6. Cindyt says:

    WoW Kerri I think you hit a nerve here for a lot of your readers. So many of us are needing to downsize either by choice or because it has been forced by economic reasons. I am entering into my second round of major purging since moving to my little cabin on the Lake. Not only do I have my stuff to go through, I too have my mother’s stuff that when I ‘acquired aka was dumped at my place’ when she had to go into a nursing home. I just haven’t wanted to deal with and is in two little storage buildings on my property plus taking up valuable space in my closets. I have decided to finally tackle it one box a week at a time. So much stuff! and it is such a freeing feeling as yet another box hits the ‘road jack’. Looking forward to having less! 🙂 and more breathing room!

    My tomatoes out on the fishing deck are doing fabulous BTW and my egg plants are getting babies on them! My squash succumbed to something. But my cucumbers and peppers are healthy and producing! Yeah Fresh Veggies are just around the corner. I did so far harvest some Basil,lettuce, cucumbers and about 8 nice bannana peppers! I am excited to have fresh food from my back yard and the two decks from containers! Whoo Hooo! Love Farmer Cindyt

    • Kerri says:

      Good hearing from you, Cindy! Yes, most people have too much stuff and a lot of them are looking for ways to purge that stuff. It’s a never ending battle, I think. They say a good way to hit your goal is to make those small goals. Start with 1 box in a corner and work your way out, etc. So glad to hear all of your veggies are doing good. I like the idea of those plants on your deck. I’ll have an update on mine tomorrow.

  7. I just went through my kiddos rooms today and bagged up too-small clothes to donate. I don’t tend to get too attached to stuff but it’s amazing how quickly it can accumulate on its own if you don’t pay attention carefully. I’m finding we’re getting more and more electronic stuff. How do you keep your electronic stuff to a minimum?

    • Kerri says:

      My mom always went through my closet just before we went school clothes shopping in July or August. As for techie gadgets, I quit buying desktop computers and now only buy the most compact laptops. I also don’t have kids to worry about here, but one e-reader and an iPod is good for me. My husband isn’t a techy so no worries there. Maybe some of our other readers will have ideas.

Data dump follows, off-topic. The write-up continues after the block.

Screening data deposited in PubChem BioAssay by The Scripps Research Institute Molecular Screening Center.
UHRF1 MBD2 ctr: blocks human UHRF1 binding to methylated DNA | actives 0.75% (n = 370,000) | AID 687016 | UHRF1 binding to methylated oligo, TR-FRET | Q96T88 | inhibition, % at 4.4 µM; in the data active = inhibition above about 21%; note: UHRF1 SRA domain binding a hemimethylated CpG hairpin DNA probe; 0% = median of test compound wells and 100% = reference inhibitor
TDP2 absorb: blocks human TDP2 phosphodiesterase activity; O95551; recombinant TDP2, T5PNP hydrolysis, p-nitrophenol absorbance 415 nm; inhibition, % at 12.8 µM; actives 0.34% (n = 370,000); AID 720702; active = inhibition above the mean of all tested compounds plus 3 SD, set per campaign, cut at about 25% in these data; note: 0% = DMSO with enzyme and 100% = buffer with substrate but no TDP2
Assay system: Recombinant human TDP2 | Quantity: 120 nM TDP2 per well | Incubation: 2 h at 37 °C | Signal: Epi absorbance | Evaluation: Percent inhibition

8. sarah henry says:

    When you live in small spaces, as you and I both do, that old adage about if something comes in something else has to go out is a smart one to live by. I’m constantly pruning so we have room to move.

  9. Alisa Bowman says:

    I’m not too attached to most things, but one of my biggest problems is not wanting to put stuff in landfills. So if I can’t donate it or find someone to take it, I tend to hold onto it. For instance I have old trophies. Does anyone take things like that?

  10. Sheryl says:

    This came at the appropriate time – just when we’re readying our house to sell it and downsize. I appreciate all your tips. It’s so hard, though, to part with things!!

  11. Wonderful post. I really like the idea of photographing the things you really don’t need and hate to part with.

    I’m also very mindful of “adding” anything more to the too much stuff I have!

  12. Nicki says:

    My husband linked your blog post to me as he figured I’d enjoy reading it. Which I did. I wrote on my blog recently about this as well. It’s true, our stuff becomes an obsession and owns us. I wish more people could experience how freeing it is to finally be back in control of our stuff.

    • Kerri says:

      Thanks, Nicki, I’m glad you enjoyed the post! It not only becomes freeing for us, allowing us to live better, but in the end, as described in the comments below, it also helps our children and those we leave to deal with our stuff after we’re gone.